Banks Look to Unload VC Assets

Small and mid-sized venture capital firms looking to expand their portfolios have set their sights on an unlikely source for acquiring new holdings – investment banks.

These days, financial institutions are looking to unload anything causing distress to their bottom lines. That means the venture portfolios they launched or expanded in the late 90s are suddenly on the block, and in some cases so are the people who manage them. Fleet Boston Financial Corp. and Deutsche Bank are two institutions most likely to dump their venture capital holdings, according to sources.

In fact, Deutsche Bank eVentures is already on the market, and a number of small and mid-sized VCs are looking at it. Calls to Deutsche Bank were not returned by press time. A Fleet spokeswoman said: “While we have said that our goal is to reduce such assets, we have no specific transactions to announce at this time.”

The banks have no other choice. The small companies in their VC funds can’t tap the initial public offering market, but they need ongoing funding if they are to survive until the IPO market reopens.

“Some organizations that made major commitments to developing private equity funds now find that their commitments, and in some cases poor performance, are weighing them down,” says Lucy Marcus, managing director of U.K.-based Marcus Venture Consulting, a consultancy for both U.S. and European venture capitalists and startups. Smaller firms having difficulty raising money on their own see an opportunity to take over the management of these funds as a result.

Investment banks that actually maintain an interest in the holdings can reduce both their risk and costs of running their own venture funds, yet they still will be able to garner potential returns eventually. Small and mid-sized VCs can essentially raise funds cheaply while they add new investments to their portfolios. And they also have an opportunity to enhance their own track records and prepare for the time when the market improves and VC funding is readily available again.

“Since private equity is such a volatile business, you’ll see places really diminishing their emphasis on venture capital,” says one fund manager for a U.S. VC fund. “It’s a clever way of doing it and I think there’s some attractive arbitrage opportunities out there.”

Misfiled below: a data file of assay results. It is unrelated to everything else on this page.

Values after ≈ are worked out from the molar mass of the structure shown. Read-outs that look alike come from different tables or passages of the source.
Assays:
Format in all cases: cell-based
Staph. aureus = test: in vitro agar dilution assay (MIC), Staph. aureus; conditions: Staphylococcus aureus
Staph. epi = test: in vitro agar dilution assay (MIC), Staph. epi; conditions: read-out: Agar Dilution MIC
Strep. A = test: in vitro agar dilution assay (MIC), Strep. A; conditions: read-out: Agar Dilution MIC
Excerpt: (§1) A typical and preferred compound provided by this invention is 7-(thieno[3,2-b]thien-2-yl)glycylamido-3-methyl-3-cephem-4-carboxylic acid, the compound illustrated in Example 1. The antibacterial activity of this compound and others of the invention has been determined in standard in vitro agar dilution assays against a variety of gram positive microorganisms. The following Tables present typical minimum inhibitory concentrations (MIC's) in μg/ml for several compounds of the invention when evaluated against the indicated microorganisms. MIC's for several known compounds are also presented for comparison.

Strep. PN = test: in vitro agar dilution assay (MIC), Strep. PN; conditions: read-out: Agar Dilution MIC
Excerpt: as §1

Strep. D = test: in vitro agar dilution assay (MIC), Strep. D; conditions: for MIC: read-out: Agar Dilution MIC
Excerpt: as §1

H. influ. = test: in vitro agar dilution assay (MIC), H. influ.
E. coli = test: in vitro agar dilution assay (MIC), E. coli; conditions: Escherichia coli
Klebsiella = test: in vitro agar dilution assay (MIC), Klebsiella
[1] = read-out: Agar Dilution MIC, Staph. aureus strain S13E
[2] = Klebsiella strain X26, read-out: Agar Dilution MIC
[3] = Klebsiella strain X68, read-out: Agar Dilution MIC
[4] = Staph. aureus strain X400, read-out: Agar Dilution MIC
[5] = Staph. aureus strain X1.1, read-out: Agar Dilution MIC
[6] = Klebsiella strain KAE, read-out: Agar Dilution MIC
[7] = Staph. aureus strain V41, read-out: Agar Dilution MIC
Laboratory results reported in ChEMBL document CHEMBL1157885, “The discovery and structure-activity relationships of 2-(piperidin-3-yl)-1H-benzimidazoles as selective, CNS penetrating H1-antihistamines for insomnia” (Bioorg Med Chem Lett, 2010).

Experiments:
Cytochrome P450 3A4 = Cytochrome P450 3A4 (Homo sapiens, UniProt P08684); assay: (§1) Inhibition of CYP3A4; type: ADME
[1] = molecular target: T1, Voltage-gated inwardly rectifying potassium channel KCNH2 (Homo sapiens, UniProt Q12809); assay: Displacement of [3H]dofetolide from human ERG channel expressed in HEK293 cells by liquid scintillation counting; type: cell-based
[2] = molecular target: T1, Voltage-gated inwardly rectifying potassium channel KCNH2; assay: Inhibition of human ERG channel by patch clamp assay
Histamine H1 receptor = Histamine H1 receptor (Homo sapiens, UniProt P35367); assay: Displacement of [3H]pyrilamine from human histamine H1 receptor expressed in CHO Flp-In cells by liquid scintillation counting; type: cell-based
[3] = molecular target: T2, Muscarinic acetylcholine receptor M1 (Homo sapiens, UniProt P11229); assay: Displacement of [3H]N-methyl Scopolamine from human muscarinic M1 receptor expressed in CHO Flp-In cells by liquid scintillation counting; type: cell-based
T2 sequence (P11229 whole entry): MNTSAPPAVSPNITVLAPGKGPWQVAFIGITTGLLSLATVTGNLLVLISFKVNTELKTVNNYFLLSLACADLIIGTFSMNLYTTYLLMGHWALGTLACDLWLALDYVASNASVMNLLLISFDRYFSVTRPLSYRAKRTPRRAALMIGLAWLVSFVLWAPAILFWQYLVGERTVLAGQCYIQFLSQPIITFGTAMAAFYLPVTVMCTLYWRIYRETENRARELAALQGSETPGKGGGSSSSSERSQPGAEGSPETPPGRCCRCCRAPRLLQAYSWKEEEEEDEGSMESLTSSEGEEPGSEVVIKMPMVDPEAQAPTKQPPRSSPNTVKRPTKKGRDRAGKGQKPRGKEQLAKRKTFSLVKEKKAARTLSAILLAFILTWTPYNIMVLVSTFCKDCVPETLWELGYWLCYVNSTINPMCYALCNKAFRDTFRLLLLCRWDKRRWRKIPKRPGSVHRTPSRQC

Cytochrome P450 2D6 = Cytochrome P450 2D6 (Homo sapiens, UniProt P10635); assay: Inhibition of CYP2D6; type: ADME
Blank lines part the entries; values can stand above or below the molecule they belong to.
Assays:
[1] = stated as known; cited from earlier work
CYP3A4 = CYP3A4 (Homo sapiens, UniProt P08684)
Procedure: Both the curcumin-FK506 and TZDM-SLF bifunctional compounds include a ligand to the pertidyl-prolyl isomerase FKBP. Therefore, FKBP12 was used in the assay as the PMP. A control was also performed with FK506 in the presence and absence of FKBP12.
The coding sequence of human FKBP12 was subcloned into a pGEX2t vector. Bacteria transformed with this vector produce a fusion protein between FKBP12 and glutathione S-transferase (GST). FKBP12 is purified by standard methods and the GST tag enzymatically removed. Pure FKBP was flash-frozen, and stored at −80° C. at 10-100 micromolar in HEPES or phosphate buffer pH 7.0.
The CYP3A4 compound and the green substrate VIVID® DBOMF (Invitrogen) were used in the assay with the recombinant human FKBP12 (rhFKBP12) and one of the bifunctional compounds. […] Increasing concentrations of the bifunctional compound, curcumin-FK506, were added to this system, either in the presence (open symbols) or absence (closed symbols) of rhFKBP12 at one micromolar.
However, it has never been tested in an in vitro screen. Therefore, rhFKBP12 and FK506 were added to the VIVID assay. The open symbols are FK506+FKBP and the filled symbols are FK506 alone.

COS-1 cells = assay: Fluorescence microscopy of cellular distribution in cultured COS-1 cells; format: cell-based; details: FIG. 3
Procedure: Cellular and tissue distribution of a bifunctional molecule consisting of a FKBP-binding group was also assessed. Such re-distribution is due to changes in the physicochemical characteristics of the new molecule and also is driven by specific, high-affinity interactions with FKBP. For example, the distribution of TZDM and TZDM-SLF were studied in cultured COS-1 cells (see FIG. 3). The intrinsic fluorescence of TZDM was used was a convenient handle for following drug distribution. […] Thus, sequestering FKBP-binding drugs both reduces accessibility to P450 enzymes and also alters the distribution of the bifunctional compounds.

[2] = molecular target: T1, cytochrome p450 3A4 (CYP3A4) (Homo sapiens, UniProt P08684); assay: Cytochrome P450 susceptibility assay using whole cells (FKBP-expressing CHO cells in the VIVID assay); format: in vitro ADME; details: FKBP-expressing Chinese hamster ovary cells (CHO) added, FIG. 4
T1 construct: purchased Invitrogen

So far, only a handful of investment banks have begun selling off their VC investments, yet industry observers say a number of firms are in negotiations.

“For the small VC funds these can be very good trades to do because they can buy these assets for nothing,” says Fred Destin, director of European Fund Technology Investments. “And there are lots of assets that are still on banks’ balance sheets that need to move, so it’s a trend to watch that is still in its beginning.”

He says there are a number of smaller VCs that have begun developing the equivalent of templates for approaching securities firms with bids for their VC investments – bids he says have been as minimal as $15 million for $100 million VC funds. Some smaller VCs have also begun taking things a step further, offering not only to take on securities firms’ funds but their management teams as well.

“People are taking the assets over and they’re also saying we’ll take your management team,’ which is kind of a free trade for them because they get the cash to pay for the team and will share the upside on the assets,” says Destin. “For the big banks they have a sort of pain point which says, I don’t want this on my balance sheet. It’s a small problem for me and I’m dealing with industrial assets.’ So their job is to make it go away, not to maximize the value.”

This story was printed with the permission of IDD.